While the 2024 Women’s WorldTour began last month at the Tour Down Under in Australia and carried into the Cadel Evans Road Race in early February, some teams and riders did not make the trip to the southern hemisphere and have not yet toed the start lines at the top-tier of women’s racing, and or them, the UAE Tour Women will mark the beginning of their road racing season.
The four-day will take place from February 8-12, routed across Dubai and Abu Dhabi, and while this is a sprinters’ paradise, there is one defining GC moment atop Jebel Hafeet.
Cyclingnews highlights a few of the biggest talking points ahead of the UAE Tour Women.
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Expect an unstoppable SD Worx
One of the biggest storylines to watch in the new season will be how the major women’s teams shake up to dominance of the all-powerful SD Worx in 2024.
The UAE Tour marks the all-powerful team’s first road race of the season, and it is somewhat of a test to themselves as much as their rival teams to see if a change of rosters, tactics, and strengths has changed the landscape and the inner workings of the women’s peloton compared to last year.
SD Worx had an outstanding season last year with 62 victories and many 1-2 performances that added an element of depth to the team. We can expect that the team will dominate in a similar fashion at the UAE Tour simply because they line up with the peloton’s fastest sprinter, Lorena Wiebes, and biggest wildcard World Champion, Lotte Kopecky.
These two riders alone seem to feed off of each other’s success, ultimate teammates both capable of winning bunch sprints, breakaway sprints, and solo. But they are not the only two in the mix; they have a strong lead-out rider in Barbara Guarischi and look to Femke Markus and Femke Gerritse to create opportunities.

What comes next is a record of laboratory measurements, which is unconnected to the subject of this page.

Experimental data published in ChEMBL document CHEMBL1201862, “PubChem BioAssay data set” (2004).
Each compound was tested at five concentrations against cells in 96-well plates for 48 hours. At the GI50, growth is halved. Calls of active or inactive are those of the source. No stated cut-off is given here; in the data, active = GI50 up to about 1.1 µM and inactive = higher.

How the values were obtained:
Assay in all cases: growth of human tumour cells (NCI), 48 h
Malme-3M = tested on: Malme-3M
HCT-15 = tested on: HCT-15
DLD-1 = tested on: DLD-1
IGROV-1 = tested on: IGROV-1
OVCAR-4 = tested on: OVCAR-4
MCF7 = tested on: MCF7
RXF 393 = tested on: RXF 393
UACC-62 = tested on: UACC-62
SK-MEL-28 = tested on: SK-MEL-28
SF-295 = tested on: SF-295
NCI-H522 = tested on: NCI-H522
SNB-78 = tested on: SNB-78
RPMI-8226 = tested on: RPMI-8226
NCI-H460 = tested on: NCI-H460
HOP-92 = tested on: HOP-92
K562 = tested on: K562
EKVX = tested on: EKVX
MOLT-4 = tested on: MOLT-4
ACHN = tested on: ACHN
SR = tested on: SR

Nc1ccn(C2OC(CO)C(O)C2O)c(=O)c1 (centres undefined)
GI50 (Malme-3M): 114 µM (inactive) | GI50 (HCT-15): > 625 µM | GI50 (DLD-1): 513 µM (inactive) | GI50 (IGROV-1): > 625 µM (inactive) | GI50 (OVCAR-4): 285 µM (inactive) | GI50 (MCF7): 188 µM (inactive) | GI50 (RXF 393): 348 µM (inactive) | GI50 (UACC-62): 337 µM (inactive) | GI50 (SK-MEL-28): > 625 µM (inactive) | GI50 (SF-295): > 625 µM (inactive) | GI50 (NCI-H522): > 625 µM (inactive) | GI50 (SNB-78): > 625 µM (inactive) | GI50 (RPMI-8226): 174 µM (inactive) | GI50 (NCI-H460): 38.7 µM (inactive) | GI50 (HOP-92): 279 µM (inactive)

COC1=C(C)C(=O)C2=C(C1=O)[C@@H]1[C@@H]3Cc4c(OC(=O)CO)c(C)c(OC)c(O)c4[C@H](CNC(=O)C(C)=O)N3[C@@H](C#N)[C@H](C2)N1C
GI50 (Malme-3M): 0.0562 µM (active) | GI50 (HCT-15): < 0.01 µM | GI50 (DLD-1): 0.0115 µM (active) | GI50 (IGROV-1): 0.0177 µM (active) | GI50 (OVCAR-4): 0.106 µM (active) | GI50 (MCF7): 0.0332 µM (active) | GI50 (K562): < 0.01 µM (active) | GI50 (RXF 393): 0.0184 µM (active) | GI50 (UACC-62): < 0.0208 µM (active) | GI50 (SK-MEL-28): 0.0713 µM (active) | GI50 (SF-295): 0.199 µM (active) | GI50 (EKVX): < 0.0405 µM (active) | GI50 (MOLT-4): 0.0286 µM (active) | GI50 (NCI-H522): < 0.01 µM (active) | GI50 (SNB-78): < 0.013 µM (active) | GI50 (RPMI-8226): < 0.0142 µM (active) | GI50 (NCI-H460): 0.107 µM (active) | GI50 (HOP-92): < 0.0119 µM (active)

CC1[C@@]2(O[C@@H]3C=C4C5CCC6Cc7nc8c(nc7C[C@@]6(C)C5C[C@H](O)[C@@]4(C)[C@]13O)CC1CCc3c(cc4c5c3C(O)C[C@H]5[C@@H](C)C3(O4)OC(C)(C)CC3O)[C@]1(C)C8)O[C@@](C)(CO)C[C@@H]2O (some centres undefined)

Kool and Wiebes to clash in the sprints
The UAE Tour is only in its second edition, but from what we saw in the first edition and with little to no changes to the route, we can expect to see a head-to-head battle in the sprints between Charlotte Kool (dsm-firmenich PostNL) and Lorena Wiebes (SD Worx).
Three flat stages mean three chances for fans to watch this battle of the two most powerful sprinters in their early season debuts in Dubai Harbour, Madinat Zayed and Abu Dhabi Breakwater. Last year, Kool won two stages, and Wiebes won one.
However, they aren’t the only sprinters in the race, and many of the major sprinters will be racing at the UAE Tour Women to dial in their new lead-out trains and capture their first victories of the new season.
Clara Copponi will be making her debut with Lidl-Trek, Emma Norsgaard will toe the start line for Movistar, and UAE Team ADQ’s Silvia Persico is one to watch in the sprints and on the climbs.
All to play for on Jebel Hafeet
Jabel Hafeet is the event’s decisive ascent, and it takes place on the penultimate stage 3 of the race. Last year, the climb decided the winner when Elisa Longo Borghini won the stage alongside teammate Gaia Realini, but many believed that the latter was the stronger climber of the two that day.
Both riders return with Lidl-Trek, and it will be interesting to see how they play their tactics toward the versatile Longo Borghini, who is always a sure card to play in the bid for an overall title or Realini, who, in just one season on the WorldTour, has proven herself to be one of the strongest climbers of her generation.
Jebel Hafeet is a 10km ascent with an average gradient of 9%, and it has sections as steep as 11% on the way to the finish line. And while the strongest climb will win, it is also a test of early-season form among the climbers and GC contenders.
Last year, saw the peloton shatter in the strong crosswinds ahead of the ascent, and while some riders, like Marta Cavalli, might have gotten caught up in the chaos, they ended up with the fastest times from start to finish of Jebel Hafeet.
Watch for climbers like Mavi García (Liv AlUla Jayco), Ane Santesteban (Laboral Kutxa-Fundación Euskadi) and Ricarda Bauernfeind (Canyon-SRAM Racing).
Crosswinds could wreak havoc
The wide open roads across Dubai and Abu Dhabi can often expose the peloton to brutally strong crosswinds, which could play a factor in the outcome of the race.
Although the highly-anticipated winds did not make an appearance on the opening stage last year, there was no such luck for the following three stages, which played witness to large time gaps and crashes.
For example, the second stage was hit by high winds and dominated by echelon action right from the start, with a group of 19 splitting off the front. It took the peloton nearly the entire stage to reconnect, only to split up again through the winds in the closing kilometres. Several GC riders lost valuable minutes on the flat stage due to the high winds.
Likewise, echelons caused crashes and separations among the field on the decisive GC day, ending some riders’ GC hopes before they even reached Jabel Hafeet.